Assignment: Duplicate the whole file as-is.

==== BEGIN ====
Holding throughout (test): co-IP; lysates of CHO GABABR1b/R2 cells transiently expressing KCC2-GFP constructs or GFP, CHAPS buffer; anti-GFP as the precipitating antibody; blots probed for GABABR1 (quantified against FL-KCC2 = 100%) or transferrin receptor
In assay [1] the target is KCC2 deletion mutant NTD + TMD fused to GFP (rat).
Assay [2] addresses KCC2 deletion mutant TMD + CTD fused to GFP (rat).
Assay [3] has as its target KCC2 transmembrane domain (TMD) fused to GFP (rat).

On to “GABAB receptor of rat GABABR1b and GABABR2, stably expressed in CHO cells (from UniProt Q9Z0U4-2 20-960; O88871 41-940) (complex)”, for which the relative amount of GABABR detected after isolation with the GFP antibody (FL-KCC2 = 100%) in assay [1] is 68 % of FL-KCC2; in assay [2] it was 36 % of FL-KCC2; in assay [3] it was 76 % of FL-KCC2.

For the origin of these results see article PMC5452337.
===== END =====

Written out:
Holding throughout (test): co-IP; lysates of CHO GABABR1b/R2 cells transiently expressing KCC2-GFP constructs or GFP, CHAPS buffer; anti-GFP as the precipitating antibody; blots probed for GABABR1 (quantified against FL-KCC2 = 100%) or transferrin receptor
In assay [1] the target is KCC2 deletion mutant NTD + TMD fused to GFP (rat).
Assay [2] addresses KCC2 deletion mutant TMD + CTD fused to GFP (rat).
Assay [3] has as its target KCC2 transmembrane domain (TMD) fused to GFP (rat).

On to “GABAB receptor of rat GABABR1b and GABABR2, stably expressed in CHO cells (from UniProt Q9Z0U4-2 20-960; O88871 41-940) (complex)”, for which the relative amount of GABABR detected after isolation with the GFP antibody (FL-KCC2 = 100%) in assay [1] is 68 % of FL-KCC2; in assay [2] it was 36 % of FL-KCC2; in assay [3] it was 76 % of FL-KCC2.

For the origin of these results see article PMC5452337.